In some countries the faitliful use large and adorned candles, which they bring along for the blessing. Among the Syrians and Chaldeans the sexton of the parish church prepares these candles, which are made of unbleached wax and painted with designs of gold. In central and eastern Europe people bring candles and tapers of various colors, decorated with flower motifs, holy pictures, and liturgical symbols. After the blessing they take them home and keep them all through the year as cherished sacramentals, to be lighted during storms and lightning, in sickrooms, and at the bedside of dying persons.
The Poles have a beautiful legend that Mary, the “Mother of God of the Blessed Thunder Candle” (Matka Boska Gromniczna), watches on wintry nights around Candlemas, when hungry wolves are on rampage outside the sleeping village. With her thunder candle she wards off the ravenous pack and protects the peasants from all harm.
In ancient times the tenant farmers had to pay their rent at Candlemas. After this disagreeable task they were entertained by the landlord with a sumptuous banquet. Candlemas is also the term day for rural laborers in most countries of central Europe and in England. Both farm hands and maids who have hired themselves out for the coming season move in with their new masters and begin work on February 3.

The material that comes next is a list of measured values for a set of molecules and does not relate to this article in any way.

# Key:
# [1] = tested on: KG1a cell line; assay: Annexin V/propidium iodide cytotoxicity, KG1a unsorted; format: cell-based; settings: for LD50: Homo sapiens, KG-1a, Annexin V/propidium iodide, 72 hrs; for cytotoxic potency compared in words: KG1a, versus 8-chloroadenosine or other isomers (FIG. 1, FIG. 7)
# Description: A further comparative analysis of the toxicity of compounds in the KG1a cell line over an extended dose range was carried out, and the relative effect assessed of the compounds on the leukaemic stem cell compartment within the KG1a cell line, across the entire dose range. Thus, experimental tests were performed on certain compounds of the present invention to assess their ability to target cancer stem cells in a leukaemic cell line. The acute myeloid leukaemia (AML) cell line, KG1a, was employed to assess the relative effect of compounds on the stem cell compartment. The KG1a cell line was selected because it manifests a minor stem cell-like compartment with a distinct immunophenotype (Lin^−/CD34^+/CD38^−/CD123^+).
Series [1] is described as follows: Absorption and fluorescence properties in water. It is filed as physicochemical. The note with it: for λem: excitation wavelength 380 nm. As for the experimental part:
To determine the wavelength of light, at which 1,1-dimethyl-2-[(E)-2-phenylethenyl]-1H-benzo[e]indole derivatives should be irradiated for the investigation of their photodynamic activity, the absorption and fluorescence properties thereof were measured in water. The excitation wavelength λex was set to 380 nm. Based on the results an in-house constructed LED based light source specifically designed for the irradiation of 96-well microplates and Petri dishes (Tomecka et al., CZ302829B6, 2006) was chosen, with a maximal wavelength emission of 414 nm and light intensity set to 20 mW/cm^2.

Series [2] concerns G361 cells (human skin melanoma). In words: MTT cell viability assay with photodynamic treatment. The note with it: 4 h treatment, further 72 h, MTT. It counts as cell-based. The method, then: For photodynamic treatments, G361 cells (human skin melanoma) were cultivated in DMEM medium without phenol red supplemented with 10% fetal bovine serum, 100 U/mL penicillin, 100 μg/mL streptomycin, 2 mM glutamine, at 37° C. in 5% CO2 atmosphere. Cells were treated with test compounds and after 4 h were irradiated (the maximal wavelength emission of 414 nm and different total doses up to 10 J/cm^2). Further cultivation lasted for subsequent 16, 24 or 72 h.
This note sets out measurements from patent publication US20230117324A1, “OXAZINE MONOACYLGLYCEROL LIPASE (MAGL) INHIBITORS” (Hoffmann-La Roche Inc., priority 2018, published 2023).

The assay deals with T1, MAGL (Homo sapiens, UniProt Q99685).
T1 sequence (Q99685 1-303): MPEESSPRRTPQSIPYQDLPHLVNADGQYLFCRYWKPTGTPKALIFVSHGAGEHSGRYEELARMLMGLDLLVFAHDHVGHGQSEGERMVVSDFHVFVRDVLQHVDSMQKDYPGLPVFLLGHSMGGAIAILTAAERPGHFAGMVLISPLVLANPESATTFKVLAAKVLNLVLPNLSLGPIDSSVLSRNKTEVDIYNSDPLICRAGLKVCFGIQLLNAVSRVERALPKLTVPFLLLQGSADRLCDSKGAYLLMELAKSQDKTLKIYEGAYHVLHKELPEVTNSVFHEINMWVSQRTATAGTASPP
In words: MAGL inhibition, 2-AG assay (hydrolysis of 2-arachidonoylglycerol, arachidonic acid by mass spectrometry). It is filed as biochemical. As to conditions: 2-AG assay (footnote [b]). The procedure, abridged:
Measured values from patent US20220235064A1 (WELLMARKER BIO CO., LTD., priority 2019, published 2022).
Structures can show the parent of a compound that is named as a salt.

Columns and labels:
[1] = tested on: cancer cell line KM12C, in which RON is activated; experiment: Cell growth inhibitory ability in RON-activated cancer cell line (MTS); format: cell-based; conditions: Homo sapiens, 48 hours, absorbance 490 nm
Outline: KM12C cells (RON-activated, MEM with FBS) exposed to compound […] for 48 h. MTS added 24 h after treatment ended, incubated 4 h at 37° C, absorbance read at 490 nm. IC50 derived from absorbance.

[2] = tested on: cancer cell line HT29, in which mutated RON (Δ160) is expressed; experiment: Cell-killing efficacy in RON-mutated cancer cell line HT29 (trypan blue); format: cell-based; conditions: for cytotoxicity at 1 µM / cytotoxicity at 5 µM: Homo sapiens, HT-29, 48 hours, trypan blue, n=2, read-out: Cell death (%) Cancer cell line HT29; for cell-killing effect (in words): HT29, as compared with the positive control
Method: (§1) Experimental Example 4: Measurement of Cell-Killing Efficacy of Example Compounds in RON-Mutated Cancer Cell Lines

All over Europe Candlemas was considered one of the great days of weather forecasting. Popular belief claims that bad weather and cloudy skies on February 2 mean an early and prosperous summer. If the sun shines through the greater part of Candlemas Day, there will be at least forty more days of cold and snow. This superstition is familiar to all in our famous story of the ground hog looking for his shadow on Candlemas Day.
In rural sections of Austria it is held an omen of blessing and good luck if the sun breaks through the cloudy skies for just a few minutes to cast its radiant glow over the earth. Children wait for this moment and greet the appearance of the sunlight with little songs like this one from the province of Vorarlberg:
Hail, glorious herald, holy light,
God sends you from His Heaven bright.
Your cheerful glow and golden rays
May bring us happy summer days.
Lead us through earthly toil and strife
To everlasting light and life.
Finally, Candlemas Day used to be, and still is in many countries, the end of the popular Christmas season. Cribs and decorations are taken down with care and stored away for the following Christmas season. The Christmas plants are burned, together with the remnants of the Yule log, and the ashes are strewn over garden and fields to insure wholesome and healthy growth for the coming spring.
Almighty and eternal God, we humbly beseech Thy majesty: as Thy only-begotten Son was presented in the temple this day in the substance of our flesh, so let us be presented unto Thee with cleansed souls.
- Father Francis Xavier Weiser, SJ. “Candlemas”. . CatholicSaints.Info. 15 February 2017. Web. 26 March 2017. <>